There's really only one thing more unbearable than a mouthy Yankees fan.
And that's a mouthy Sox fan.
Both sides have their rich heritage, their world championships, their star power—and when they meet, it all melts into a great big blob of venomous rivalry matched only in history by warring ninja factions and backwater family feuds.
Oh yeah, and it's about to get a whole lot worse. When they meet tomorrow night in Boston for the fifth and next-to-final series on the season, both sides will have plenty to talk about, and to make matters worse, both sides are separated by the thinnest of margins in the most important offensive stats.
There will be smack. Never mind that fact that the Sox cling to a series-catchable two-game lead in the AL East. This snapshot, taken this morning and including games up to Sunday night, drills down into a deeper layer, and shows exactly how similar these two teams are.
|2011 Team Comparison|
There are, of course, some obvious differences. Overall and per game, the Red Sox have more at bats, more hits and a higher batting average. But it isn't translating into more runs.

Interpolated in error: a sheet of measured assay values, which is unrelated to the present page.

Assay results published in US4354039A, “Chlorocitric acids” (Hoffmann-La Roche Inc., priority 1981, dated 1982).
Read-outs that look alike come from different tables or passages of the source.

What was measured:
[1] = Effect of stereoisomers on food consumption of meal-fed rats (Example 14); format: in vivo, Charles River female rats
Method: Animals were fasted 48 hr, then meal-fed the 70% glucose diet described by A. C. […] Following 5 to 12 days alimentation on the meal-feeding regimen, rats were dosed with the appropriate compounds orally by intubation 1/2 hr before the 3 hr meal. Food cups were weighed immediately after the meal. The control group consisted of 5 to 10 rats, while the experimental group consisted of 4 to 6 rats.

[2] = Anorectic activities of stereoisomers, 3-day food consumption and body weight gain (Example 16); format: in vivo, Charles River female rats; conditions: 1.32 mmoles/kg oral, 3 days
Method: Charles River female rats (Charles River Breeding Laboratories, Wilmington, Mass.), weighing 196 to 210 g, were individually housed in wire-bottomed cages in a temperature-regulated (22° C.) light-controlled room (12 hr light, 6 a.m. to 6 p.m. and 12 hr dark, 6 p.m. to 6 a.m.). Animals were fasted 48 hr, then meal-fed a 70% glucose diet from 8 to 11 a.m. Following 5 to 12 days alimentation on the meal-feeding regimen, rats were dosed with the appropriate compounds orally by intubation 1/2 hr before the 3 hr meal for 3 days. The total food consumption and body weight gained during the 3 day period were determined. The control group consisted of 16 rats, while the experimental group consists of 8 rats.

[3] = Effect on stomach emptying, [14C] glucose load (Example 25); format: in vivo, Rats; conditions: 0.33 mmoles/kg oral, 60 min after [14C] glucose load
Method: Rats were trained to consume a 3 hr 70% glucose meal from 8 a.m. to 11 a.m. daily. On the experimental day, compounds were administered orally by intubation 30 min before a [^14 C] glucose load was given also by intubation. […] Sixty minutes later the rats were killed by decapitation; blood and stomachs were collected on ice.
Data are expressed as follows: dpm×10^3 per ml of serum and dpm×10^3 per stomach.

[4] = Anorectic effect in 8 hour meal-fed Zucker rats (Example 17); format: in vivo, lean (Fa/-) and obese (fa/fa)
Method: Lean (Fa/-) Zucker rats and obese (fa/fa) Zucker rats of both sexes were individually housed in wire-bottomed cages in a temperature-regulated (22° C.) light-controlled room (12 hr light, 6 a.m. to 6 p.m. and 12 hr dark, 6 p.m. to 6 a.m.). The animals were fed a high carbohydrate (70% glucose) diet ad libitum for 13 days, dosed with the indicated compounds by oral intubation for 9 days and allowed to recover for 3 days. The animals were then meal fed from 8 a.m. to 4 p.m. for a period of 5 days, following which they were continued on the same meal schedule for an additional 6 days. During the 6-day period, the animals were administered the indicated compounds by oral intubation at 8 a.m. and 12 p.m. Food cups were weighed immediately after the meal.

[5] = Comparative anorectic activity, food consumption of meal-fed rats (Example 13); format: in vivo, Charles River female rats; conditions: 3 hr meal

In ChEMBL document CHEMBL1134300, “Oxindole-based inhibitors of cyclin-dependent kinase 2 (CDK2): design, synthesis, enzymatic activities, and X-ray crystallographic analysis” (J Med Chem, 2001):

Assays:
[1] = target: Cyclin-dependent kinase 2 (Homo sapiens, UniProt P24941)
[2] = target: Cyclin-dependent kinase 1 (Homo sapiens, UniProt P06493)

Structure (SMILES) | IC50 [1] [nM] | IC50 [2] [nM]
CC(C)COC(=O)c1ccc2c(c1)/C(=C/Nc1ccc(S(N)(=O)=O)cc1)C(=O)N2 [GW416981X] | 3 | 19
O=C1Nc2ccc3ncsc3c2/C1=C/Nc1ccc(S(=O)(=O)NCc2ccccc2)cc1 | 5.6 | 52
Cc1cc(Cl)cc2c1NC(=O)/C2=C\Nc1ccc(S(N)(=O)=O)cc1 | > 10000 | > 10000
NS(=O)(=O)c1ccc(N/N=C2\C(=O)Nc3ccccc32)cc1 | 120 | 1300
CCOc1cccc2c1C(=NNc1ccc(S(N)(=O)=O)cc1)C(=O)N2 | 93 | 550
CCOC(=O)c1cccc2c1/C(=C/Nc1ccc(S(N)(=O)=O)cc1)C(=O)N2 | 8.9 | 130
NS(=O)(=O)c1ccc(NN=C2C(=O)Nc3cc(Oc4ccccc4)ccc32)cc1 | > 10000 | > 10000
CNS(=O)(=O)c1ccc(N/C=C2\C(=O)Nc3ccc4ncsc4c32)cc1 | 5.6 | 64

|2011 MLB Team Leaders for Runs|
It's not because the Yankees are routinely making more of each hit, the Sox also have moderately higher extra base hits and total bases. It's not because the Yankees are that much more efficient, the Yankees have just a few more walks and the Sox have only slightly more strikeouts.
|2011 MLB Team Leaders for Extra Base Hits|
What's happening is the Yankees are knocking the cover off the ball, with an impressive 0.0416 home runs per at-bat compared to 0.0356 for Boston. That's a 17% markup and easily the biggest difference between the two teams' offensive output. Yet that difference doesn't lift the Yanks above the Sox, it only cancels out the rest of the stats, resulting in almost a mirror image in slugging and on-base percentage.
|2011 MLB Team Leaders for Home Runs|
With such a remarkable lack of difference between the two, these three games are huge, enormous, monstrous, gigantic.
So if you're a Yankees fan or a Sox fan, you're going to have a lot to talk about. If you live or work with one, then grab the Advil and take comfort in the fact that you won't have to go through this again until September 23rd, at which point the AL East should already have been decided.